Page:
Vegan royal icing that dries hard and is suitable to decorate sugar cookies with, can hold together a gingerbread house or decorate a cake, and is easily colored, flavored, and manipulated to suit your needs.
Scroll down to get the recipe or just take a look at the video here if you prefer that method:
So here are the things you’ll need:
One can of garbanzo beans
Vegan powdered/confectioner’s sugar
Vinegar, lemon juice, or cream of tartar
Water or lemon juice
Gel or powdered food coloring, if using
The method is really quite simple:
1. Drain (and keep!) the water from your garbanzo beans. This is known as “aquafaba” and is our egg white substitute in this recipe. Put the beans away for something else.
2. Add the aquafaba to your mixing bowl. The rest can be put into the fridge for up to a week or the freezer for three months.
3. Add the vinegar (or cream of tartar or lemon juice if you don’t have it) and mix with a whisk attachment (you’ll see in my photos I have the paddle attachment connected – these photos are from before I knew better) just until frothy.
4. Add about a pound of powdered (confectioner’s) sugar to the bowl, and mix on low until incorporated.
5. Mixing on low, adding more sugar until the mixture is about the consistency of school glue. Add in your 1 tsp of vanilla and white gel coloring once you reach this consistency.
6. Turn your mixer on medium high and let it go for about 8 minutes. You’ll end up with the perfect stiff consistency royal icing for piping words and fine details.
7. Thin your royal icing with water or fresh lemon juice (my favorite) to desired consistency. Thicken it with powdered sugar if you need to pipe flowers, use stencils, or glue gingerbread. You can also add any gel or powdered food color at this stage. I’ll add another post later getting more into coloring and consistencies, so be on the lookout for that.
That’s it! It’s that easy! You can keep the prepared icing at room temperature in a sealed container or bag for up to a week, in the fridge for a month, or in the freezer for pretty much forever. Just make sure to stir it well before you use as the water will start to separate from the marshmallow fluff you’ve created.
This recipe will make AT LEAST a couple dozen cookies’ worth of icing. Us cookiers are always making too much icing because we really have no idea how many cookies it covers. Lol.
Have fun and please share your creations with me on Facebook!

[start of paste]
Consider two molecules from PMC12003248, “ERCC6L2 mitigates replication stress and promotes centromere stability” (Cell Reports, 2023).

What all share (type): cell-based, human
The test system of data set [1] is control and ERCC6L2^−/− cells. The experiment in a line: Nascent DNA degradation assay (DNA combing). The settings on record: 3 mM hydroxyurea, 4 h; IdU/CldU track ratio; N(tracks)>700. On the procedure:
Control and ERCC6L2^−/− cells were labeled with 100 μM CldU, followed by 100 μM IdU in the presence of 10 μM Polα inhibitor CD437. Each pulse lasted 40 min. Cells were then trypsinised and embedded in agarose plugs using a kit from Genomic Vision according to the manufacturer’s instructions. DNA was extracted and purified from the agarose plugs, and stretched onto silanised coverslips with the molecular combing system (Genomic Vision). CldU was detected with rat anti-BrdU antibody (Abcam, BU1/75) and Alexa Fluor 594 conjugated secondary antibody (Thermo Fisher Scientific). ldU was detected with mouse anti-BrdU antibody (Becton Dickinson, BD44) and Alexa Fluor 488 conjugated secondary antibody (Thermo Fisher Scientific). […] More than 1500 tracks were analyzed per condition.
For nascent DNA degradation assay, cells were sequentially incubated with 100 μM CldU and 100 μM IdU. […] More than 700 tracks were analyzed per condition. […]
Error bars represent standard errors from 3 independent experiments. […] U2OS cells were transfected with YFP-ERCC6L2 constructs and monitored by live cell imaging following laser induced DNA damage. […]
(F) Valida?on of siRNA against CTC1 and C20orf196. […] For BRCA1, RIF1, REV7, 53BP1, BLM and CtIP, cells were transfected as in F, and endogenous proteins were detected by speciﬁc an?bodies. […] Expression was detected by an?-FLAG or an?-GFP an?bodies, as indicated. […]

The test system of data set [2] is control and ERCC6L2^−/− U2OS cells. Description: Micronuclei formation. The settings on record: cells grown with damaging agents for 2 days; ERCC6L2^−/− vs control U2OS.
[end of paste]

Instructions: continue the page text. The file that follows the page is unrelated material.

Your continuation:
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Vegan Royal Icing
An eggless royal icing made with aquafaba. It can be used in all the same ways as tradition egg white royal, including decorating cookies, gluing gingerbread houses, decorating cakes, and making sprinkles and royal icing transfers.
- 1/4 cup ish Aquafaba (the cooking or canned liquid from beans; I prefer garbanzo)
- 1 lb to start Powdered/Confectioner’s Sugar (up to one pound more depending on your needs)
- 1 tsp ish Vinegar (may be substituted with cream of tartar or lemon juice)
- 1 tsp ish Vanilla (I use clear for bright white icing, but you can use natural)
- 1.5 tsp ish Gel or Powdered Food Coloring (optional, though I always add AmeriColor Bright White to mine)
- Water or Lemon Juice to thin prepared icing
Add about a teaspoon of vinegar to your mixing bowl
Pour in about a 1/4 cup of aquafaba
Mix on medium to high speed with a whisk attachment just until the top of your aquafaba is frothy/foamy
Turn off the mixer and add in a couple of cups of the powdered sugar.
Turn the mixer on low until the sugar is mostly incorporated into the aquafaba
Turn the mixer off and lift the whisk to check the consistency of your icing. We are trying to get a school-glue type consistency. If it's not there yet, add more powdered sugar about a cup at a time until you achieve it
Once you achieve the school-glue consistency, add about a teaspoon of vanilla and a teaspoon and a half of white gel coloring (if you’re using it)
Turn the mixer up to medium-high speed and let it go for about eight minutes
After eight minutes or so, turn the mixer off. You should have nice, stiff royal icing! It’s perfect for coloring and thinning out to decorate cookies or thickening up for flowers, or using as is for writing and other fine detail work.
Store the icing in an airtight container right away – it dries out very quickly – at room temperature for up to a week, in the fridge for a month, or the freezer for pretty much as long as you want
Find a video tutorial on our YouTube channel!